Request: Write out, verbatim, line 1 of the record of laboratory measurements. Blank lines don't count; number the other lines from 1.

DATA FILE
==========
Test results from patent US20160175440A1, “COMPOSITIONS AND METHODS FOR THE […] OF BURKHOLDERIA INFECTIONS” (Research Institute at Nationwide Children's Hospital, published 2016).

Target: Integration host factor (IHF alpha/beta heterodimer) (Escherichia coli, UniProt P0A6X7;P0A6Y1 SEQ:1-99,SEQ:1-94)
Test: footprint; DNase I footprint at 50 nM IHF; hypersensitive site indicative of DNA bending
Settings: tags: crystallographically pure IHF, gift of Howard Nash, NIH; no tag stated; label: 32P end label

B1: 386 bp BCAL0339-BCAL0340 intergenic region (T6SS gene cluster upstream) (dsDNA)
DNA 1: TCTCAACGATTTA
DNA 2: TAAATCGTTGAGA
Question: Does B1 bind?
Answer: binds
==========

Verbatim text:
Test results from patent US20160175440A1, “COMPOSITIONS AND METHODS FOR THE […] OF BURKHOLDERIA INFECTIONS” (Research Institute at Nationwide Children's Hospital, published 2016).